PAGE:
Improving the Flexural Strength of Bowed Marble Panels through Mechanical Treatment
Post War architecture
Historic Preservation and Conservation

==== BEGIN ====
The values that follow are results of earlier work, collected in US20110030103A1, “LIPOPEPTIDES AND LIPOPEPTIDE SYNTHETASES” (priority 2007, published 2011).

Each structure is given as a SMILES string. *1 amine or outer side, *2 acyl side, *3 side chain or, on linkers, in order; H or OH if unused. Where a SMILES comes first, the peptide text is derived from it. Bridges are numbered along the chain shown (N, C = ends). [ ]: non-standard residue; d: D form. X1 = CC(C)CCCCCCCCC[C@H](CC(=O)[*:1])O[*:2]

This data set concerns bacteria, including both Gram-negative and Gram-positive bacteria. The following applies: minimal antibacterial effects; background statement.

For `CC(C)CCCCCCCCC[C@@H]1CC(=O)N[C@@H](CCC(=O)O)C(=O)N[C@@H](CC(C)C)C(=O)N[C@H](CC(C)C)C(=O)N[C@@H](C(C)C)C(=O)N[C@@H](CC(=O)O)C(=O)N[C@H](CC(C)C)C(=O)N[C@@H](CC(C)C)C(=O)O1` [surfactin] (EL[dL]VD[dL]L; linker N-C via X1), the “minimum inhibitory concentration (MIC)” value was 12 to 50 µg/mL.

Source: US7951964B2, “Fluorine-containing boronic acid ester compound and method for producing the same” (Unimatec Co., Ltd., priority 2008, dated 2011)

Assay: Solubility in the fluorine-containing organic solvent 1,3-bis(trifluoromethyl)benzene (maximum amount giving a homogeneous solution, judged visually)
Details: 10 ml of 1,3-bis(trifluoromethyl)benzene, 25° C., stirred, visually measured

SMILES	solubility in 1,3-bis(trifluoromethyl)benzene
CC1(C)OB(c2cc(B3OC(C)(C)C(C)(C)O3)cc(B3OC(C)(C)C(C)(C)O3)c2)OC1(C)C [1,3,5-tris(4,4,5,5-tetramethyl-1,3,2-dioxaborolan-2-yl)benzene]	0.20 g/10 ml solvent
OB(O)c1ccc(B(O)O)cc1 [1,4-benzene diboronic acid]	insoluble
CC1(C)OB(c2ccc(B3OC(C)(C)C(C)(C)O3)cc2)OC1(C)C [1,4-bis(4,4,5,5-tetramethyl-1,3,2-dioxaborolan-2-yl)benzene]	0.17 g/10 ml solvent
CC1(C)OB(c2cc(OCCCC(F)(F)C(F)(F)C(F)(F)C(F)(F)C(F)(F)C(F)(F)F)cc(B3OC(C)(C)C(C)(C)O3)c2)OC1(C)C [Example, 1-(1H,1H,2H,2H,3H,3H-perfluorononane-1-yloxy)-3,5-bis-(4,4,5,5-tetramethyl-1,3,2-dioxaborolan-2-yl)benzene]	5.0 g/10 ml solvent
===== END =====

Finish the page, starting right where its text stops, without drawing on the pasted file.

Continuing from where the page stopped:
This research examined the conservation options for thin marble cladding as used in Post War architecture in the United States. The phenomenon of bowed marble panels was studied as early as the 1910s, and literature on the topic became more prolific in the 1990s following early catastrophic failures of entire Post War building façades less than 20 years after construction due to little knowledge of material properties. The current hypothesis is that thin marble panels deform due to the disaggregation of calcite grains from environmental hysteresis. Prominent case studies include the Amoco Building in Chicago and Finlandia Hall in Helsinki, with the more historical example of the bowed marble enclosure tablets of New Orleans’ above-ground cemeteries. Replacement is the current conservation strategy, which compromises the aesthetics of the marble, and comes at a huge monetary cost. This is detrimental to the historic fabric, especially as the buildings constructed in this era reach 50 years, making them eligible for the National Register of Historic Places. The research presented investigated methods to stabilize and strengthen deformed marble panels where preservation of existing historic fabric is the preferred mode of treatment. Through an examination of the literature of the mechanical reinforcement of concrete slabs and masonry panels, a method to improve the flexural strength of bowed marble panels can be developed and tested through the procedures outlined in Nordtest Method: NT BUILD 499, testing for bowing potential, and ASTM C880-98, testing flexural strength.